WASHINGTON: Amazon.com plans to launch its first Internet satellites to space in the first half of 2024 and offer initial commercial tests shortly after, the company said Tuesday (Mar 14), as it prepares to vie with Elon Musk's SpaceX and others to provide broadband Internet globally.
Amazon's satellite Internet unit, Project Kuiper, will begin mass-producing the satellites later this year, the company said. Those will be the first of over 3,000 satellites the technology giant plans to launch in low-Earth orbit in the next few years.
"We'll definitely be beta testing with commercial customers in 2024," Dave Limp, senior vice president of Amazon devices, said at a conference in Washington.
The 2024 deployment target would keep Amazon on track to fulfil a regulatory mandate to launch half its entire Kuiper network of 3,236 satellites by 2026. Limp, who oversees Amazon's consumer devices powerhouse, said the company plans to make "three to five" satellites a day to reach that goal.
With plans to pump more than US$10 billion into the Kuiper network, Amazon sees its experience producing millions of devices from its consumer electronics powerhouse as an edge over rival SpaceX, the Musk-owned space company whose Starlink network already has roughly 4,000 satellites in space.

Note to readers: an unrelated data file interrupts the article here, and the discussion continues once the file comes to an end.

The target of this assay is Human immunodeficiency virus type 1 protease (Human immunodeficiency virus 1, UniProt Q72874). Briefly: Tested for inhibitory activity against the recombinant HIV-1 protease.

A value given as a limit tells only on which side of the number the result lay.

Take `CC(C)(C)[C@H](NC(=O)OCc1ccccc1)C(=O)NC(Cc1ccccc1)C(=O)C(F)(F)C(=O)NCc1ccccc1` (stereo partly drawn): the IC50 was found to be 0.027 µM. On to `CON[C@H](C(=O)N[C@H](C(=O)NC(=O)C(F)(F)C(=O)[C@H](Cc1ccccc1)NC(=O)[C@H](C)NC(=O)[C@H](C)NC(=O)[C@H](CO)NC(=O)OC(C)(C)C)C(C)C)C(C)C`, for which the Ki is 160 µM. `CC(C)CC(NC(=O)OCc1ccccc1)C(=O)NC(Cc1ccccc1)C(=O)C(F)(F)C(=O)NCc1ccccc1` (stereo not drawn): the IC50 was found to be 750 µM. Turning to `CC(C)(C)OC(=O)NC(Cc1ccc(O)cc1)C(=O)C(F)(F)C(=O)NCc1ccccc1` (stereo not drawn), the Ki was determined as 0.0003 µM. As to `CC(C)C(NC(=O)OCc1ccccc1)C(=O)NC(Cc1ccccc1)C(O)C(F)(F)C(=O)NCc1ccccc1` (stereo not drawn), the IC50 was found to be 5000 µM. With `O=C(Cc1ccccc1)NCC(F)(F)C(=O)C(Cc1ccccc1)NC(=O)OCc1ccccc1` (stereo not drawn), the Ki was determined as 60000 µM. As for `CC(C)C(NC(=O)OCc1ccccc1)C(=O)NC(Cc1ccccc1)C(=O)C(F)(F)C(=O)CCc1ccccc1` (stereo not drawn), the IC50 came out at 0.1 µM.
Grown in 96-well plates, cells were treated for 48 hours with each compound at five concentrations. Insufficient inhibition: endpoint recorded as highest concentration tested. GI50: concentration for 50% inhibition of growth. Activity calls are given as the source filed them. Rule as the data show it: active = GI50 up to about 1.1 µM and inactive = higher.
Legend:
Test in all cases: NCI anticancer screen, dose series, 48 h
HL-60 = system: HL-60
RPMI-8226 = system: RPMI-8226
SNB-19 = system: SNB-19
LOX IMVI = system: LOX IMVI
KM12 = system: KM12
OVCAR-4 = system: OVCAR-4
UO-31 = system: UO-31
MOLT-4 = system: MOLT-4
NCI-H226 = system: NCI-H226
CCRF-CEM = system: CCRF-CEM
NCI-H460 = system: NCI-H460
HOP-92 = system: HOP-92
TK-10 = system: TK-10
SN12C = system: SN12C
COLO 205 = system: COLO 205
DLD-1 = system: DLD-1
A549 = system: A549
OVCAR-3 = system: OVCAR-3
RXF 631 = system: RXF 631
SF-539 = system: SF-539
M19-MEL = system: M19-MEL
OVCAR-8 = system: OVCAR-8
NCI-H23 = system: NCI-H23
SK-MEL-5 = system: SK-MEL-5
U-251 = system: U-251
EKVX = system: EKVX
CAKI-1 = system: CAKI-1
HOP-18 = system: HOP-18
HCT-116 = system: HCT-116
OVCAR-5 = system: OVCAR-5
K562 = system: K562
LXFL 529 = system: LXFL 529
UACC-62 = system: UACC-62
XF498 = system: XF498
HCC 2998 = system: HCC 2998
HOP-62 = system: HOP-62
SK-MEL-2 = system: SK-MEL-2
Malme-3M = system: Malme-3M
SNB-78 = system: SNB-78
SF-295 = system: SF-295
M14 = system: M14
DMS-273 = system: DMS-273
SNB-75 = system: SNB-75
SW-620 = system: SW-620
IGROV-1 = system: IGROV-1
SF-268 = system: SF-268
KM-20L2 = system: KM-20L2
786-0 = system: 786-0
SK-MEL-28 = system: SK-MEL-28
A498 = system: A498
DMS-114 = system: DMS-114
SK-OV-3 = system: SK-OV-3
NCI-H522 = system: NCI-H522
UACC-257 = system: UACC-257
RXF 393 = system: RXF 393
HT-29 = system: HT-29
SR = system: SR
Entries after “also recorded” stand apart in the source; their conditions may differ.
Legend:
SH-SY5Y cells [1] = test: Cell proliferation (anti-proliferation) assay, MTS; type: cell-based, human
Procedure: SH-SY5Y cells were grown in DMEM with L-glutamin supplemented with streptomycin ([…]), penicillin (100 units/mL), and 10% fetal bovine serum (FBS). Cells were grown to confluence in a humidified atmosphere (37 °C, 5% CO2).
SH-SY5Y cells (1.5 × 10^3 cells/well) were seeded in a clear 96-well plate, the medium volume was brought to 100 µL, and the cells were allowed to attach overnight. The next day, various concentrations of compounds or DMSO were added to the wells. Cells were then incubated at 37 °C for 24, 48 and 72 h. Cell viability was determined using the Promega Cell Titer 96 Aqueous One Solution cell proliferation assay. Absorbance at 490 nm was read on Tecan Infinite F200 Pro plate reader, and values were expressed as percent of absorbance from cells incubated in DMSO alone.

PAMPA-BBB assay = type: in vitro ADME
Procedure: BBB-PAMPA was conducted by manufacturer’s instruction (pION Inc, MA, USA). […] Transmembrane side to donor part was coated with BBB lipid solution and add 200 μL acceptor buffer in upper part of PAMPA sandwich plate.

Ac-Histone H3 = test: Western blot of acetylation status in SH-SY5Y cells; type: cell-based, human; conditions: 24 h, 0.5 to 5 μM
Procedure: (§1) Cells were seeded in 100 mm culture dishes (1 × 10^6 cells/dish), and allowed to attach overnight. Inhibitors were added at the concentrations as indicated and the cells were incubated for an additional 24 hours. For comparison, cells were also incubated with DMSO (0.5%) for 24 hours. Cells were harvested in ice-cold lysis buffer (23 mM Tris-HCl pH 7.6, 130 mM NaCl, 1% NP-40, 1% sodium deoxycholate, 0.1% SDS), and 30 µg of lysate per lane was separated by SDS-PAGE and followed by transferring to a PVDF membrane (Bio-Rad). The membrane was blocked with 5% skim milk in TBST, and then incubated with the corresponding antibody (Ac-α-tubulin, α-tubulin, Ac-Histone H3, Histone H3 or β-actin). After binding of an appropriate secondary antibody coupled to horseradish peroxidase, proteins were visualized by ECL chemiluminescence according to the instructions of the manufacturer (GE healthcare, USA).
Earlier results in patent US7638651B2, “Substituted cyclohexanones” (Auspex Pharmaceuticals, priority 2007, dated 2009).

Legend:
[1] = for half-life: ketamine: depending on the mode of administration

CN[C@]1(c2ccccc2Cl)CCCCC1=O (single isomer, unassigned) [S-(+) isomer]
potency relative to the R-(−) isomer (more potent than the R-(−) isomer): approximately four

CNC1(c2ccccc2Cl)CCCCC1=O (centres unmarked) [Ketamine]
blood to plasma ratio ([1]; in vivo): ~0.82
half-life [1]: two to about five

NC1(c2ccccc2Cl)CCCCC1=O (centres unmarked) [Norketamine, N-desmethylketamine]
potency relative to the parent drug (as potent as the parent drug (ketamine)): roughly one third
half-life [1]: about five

Amazon plans to launch a pair of prototype satellites early this year aboard a new rocket from the Boeing-Lockheed joint venture United Launch Alliance. The 2024 launch, carrying the initial production satellites, is expected to be the first of many more in a swift deployment campaign using rockets Amazon procured in 2021 and 2022.
The company on Tuesday also revealed a slate of three different terminals, or antennas, that will connect customers with its Kuiper satellites in orbit.
The "standard customer terminal," 11-inch square antennas, will cost the company less than $400 each to produce and provide Internet speeds of 400 megabits per second for customers, Amazon said in a statement.
SpaceX's consumer Starlink terminals, priced at US$599 each, as well as other bespoke terminals for governments and businesses, are being used by "more than a million customers to date," Jonathan Hofeller, SpaceX's head of Starlink enterprise sales, said Monday.
A smaller, square-shaped mobile antenna, measuring 7 inches wide and weighing one pound, will be Amazon's "most affordable" terminal for the network, though the company did not disclose the price.
Amazon's largest, "most capable" antenna model, "designed for enterprise, government and telecommunications applications," will be 19 by 30 inches in size and put out Internet speeds of up to 1 gigabit per second - fast enough to download a high-definition feature-length movie in roughly 30 seconds.